Even if your intentions are pure, and you want to give me “free” body work, back off. Honestly, I’d be happiest if you stood in the front of the class for the entire 60 to 90 minutes and never left that space.
“That’s a bit extreme,” one might think, but consider the fact that 1 in 5 college age women are victims of sexual assault while at college or that 20% of all females are survivors of sexual abuse of some sort and I say, that’s a lot of people. I’m not asking you to customize a class for one person, but a decent percentage of the population.
We may never identify ourselves as survivors, in your class, but will reward you by returning to your class, often, and telling others to do the same, and we’ll be ridiculously grateful.
Someone, such as myself, paying for yoga doesn’t want to experience a flashback or to be triggered by your not knowing that getting too close, walking from behind, moving quickly, hugging goodbye or anything too touchy feely can hijack my nervous system.
You might mean it to be nice when you rub my head or shoulder, adjust my posture or spray lavender overhead or water droplets from a blue zone, but it is not always experienced as an act of kindness.
Even if you think I might hurt myself, and are compelled to adjust me, unless I’m doing a headstand with no hands in the first forty seconds of class, I would rather be injured learning to listen to my body than be triggered by your unwanted approach. Plus, saying “”Excuse me,” is as effective as getting grabby.
To be touched, when I have not asked to be reinforces the notion I got that my body is more accessible to you than it is to me. It reinforces the concept that my permission, consent or desire is not required to manipulate my form.
I realize this is not your fault or doing, but let’s challenge the culture that treats women’s bodies with less respect than museum sculptures.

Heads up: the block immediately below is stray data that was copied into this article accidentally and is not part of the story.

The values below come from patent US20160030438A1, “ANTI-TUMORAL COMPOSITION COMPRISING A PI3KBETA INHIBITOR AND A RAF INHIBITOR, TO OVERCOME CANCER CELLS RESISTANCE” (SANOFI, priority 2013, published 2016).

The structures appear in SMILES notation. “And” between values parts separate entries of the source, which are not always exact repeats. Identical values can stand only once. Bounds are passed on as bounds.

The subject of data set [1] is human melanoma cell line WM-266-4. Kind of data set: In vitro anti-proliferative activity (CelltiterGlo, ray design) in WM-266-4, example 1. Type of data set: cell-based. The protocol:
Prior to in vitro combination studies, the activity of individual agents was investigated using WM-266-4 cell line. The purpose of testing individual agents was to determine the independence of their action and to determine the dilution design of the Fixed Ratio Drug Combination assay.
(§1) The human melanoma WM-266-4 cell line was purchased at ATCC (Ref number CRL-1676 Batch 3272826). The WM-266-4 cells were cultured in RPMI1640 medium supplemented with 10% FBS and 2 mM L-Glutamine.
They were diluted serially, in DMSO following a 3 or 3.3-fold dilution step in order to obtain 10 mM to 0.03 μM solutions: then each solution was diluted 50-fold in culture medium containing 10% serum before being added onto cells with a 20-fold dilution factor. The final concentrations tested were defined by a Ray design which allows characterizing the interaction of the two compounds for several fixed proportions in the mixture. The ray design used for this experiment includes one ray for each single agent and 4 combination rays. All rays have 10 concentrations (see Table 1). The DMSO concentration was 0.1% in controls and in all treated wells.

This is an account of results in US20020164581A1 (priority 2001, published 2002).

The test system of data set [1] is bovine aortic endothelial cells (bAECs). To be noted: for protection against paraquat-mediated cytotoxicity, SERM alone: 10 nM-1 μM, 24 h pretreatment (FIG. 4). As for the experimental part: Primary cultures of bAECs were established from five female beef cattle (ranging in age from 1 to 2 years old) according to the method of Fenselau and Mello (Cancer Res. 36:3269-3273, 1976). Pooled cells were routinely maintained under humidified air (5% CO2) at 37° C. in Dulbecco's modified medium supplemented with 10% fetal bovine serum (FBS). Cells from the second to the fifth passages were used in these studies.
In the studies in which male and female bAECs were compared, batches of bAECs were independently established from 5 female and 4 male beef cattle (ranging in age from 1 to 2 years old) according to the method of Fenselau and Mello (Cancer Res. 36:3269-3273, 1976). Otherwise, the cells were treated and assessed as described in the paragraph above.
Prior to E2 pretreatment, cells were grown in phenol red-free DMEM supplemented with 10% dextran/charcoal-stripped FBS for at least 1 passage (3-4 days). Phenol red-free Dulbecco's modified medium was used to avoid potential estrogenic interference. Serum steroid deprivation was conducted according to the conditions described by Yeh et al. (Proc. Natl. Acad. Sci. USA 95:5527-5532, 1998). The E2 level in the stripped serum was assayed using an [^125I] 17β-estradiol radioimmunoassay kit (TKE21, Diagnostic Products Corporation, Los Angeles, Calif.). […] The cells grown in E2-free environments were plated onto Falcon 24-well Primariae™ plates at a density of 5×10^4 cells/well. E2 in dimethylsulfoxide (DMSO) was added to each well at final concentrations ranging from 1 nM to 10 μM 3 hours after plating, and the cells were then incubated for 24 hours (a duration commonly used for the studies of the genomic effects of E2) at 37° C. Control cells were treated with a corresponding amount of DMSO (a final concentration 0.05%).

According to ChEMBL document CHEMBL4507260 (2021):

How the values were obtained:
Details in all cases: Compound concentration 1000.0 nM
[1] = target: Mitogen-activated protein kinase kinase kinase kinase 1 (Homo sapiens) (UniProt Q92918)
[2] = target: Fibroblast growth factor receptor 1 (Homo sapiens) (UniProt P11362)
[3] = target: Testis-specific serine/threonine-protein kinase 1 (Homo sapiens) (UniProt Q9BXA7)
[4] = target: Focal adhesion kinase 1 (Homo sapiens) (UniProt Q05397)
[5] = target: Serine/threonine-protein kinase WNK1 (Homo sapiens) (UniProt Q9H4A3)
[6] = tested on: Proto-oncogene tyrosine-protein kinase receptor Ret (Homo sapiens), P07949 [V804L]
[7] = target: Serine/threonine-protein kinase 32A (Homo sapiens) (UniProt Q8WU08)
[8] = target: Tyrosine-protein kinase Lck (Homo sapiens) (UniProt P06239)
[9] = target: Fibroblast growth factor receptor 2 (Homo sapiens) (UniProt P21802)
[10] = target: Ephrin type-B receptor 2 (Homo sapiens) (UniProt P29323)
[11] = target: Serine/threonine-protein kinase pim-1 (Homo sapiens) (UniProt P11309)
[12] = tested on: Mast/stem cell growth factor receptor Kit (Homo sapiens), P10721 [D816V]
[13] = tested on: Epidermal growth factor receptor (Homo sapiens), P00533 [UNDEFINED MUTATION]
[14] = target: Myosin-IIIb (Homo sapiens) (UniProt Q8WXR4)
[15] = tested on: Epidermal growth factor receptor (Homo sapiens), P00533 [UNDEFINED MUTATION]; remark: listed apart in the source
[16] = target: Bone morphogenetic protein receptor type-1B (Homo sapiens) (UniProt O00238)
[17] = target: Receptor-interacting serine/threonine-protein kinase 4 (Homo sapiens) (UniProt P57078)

Let’s honor bodies and personal space using the boundary of say, a mat… Some people, and I am one of them, go to yoga only to instructed in yoga.
I’m sure you think, “I’m a sensitive yoga teacher,” and if you are reading this, I commend you for at least being curious.
However, no yoga teacher thinks this is directed at them. You are wrong. This is directed at you.
Thank you for still reading.
I realize your motivation in becoming a yoga teacher is to make others more calm, healthy, enlightened or flexible. It is not a well-paying job. I want to appreciate you fully. However, my intention might simply to stay in my body longer and dissociate less today than I did yesterday. Let’s respect each other and keep yoga class about yoga.
Being present is a challenge for everyone, but for a trauma survivor having symptoms, being present in the body can be like walking into the center of a cyclone. It feels threatening and scary.
Because of that, I’m jumpy. It’s not your fault. But I’m assuming you do want to know and do not want to do any harm.
Trauma survivors are often hyper vigilant, jumpy and may have been attacked by someone sneaking up on as in our beds, homes or while we felt perfectly safe. It can be hard to turn off the alarm system that gets activated whenever we’re with other humans.
Even though you might only be offering a blanket, is there any reason you can’t ask students, at the start of class, to get all props before class starts?
Speaking of speaking up, can you ask people to raise their hands if they WANT a hands-on assist rather than if they do not? Could you start with the assumption that people who don’t want to be touched and who are body conscious and have been victims of crime, don’t want to be the center of attention and might not be comfortable asking for special treatment. Could you instead require the students who wish for assists identify themselves? I would so wholeheartedly thank you and forever come to your class.
I’m there for yoga, only yoga, and would appreciate not having to make a fuss about that fact.